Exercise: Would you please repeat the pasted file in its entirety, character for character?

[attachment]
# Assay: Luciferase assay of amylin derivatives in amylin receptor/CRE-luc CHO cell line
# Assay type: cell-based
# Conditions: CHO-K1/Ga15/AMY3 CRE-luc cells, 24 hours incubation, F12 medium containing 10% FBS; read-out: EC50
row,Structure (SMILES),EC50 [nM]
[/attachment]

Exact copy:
# Assay: Luciferase assay of amylin derivatives in amylin receptor/CRE-luc CHO cell line
# Assay type: cell-based
# Conditions: CHO-K1/Ga15/AMY3 CRE-luc cells, 24 hours incubation, F12 medium containing 10% FBS; read-out: EC50
row,Structure (SMILES),EC50 [nM]